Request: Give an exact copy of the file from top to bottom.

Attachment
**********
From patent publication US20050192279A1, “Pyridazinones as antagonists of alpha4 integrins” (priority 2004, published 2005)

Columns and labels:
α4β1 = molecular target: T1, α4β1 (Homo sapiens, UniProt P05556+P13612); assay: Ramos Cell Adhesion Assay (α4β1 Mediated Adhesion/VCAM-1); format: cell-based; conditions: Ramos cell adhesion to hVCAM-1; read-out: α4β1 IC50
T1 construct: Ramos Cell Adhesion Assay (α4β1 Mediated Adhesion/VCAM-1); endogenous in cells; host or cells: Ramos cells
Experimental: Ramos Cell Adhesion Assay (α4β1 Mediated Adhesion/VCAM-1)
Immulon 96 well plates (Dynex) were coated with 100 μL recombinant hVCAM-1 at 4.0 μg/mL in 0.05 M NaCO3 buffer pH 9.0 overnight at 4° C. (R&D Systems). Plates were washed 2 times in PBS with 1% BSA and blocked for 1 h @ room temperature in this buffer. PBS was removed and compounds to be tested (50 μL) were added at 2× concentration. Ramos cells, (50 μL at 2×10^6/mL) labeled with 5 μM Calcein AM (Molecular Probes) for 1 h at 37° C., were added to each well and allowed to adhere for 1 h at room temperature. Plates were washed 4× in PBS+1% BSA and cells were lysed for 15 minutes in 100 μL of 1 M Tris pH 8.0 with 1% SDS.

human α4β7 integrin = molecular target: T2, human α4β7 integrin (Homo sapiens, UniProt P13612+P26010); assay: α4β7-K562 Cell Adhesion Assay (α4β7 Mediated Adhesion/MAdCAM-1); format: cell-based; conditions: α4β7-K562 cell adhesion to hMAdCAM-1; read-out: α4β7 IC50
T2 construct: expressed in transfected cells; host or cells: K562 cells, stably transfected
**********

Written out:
From patent publication US20050192279A1, “Pyridazinones as antagonists of alpha4 integrins” (priority 2004, published 2005)

Columns and labels:
α4β1 = molecular target: T1, α4β1 (Homo sapiens, UniProt P05556+P13612); assay: Ramos Cell Adhesion Assay (α4β1 Mediated Adhesion/VCAM-1); format: cell-based; conditions: Ramos cell adhesion to hVCAM-1; read-out: α4β1 IC50
T1 construct: Ramos Cell Adhesion Assay (α4β1 Mediated Adhesion/VCAM-1); endogenous in cells; host or cells: Ramos cells
Experimental: Ramos Cell Adhesion Assay (α4β1 Mediated Adhesion/VCAM-1)
Immulon 96 well plates (Dynex) were coated with 100 μL recombinant hVCAM-1 at 4.0 μg/mL in 0.05 M NaCO3 buffer pH 9.0 overnight at 4° C. (R&D Systems). Plates were washed 2 times in PBS with 1% BSA and blocked for 1 h @ room temperature in this buffer. PBS was removed and compounds to be tested (50 μL) were added at 2× concentration. Ramos cells, (50 μL at 2×10^6/mL) labeled with 5 μM Calcein AM (Molecular Probes) for 1 h at 37° C., were added to each well and allowed to adhere for 1 h at room temperature. Plates were washed 4× in PBS+1% BSA and cells were lysed for 15 minutes in 100 μL of 1 M Tris pH 8.0 with 1% SDS.

human α4β7 integrin = molecular target: T2, human α4β7 integrin (Homo sapiens, UniProt P13612+P26010); assay: α4β7-K562 Cell Adhesion Assay (α4β7 Mediated Adhesion/MAdCAM-1); format: cell-based; conditions: α4β7-K562 cell adhesion to hMAdCAM-1; read-out: α4β7 IC50
T2 construct: expressed in transfected cells; host or cells: K562 cells, stably transfected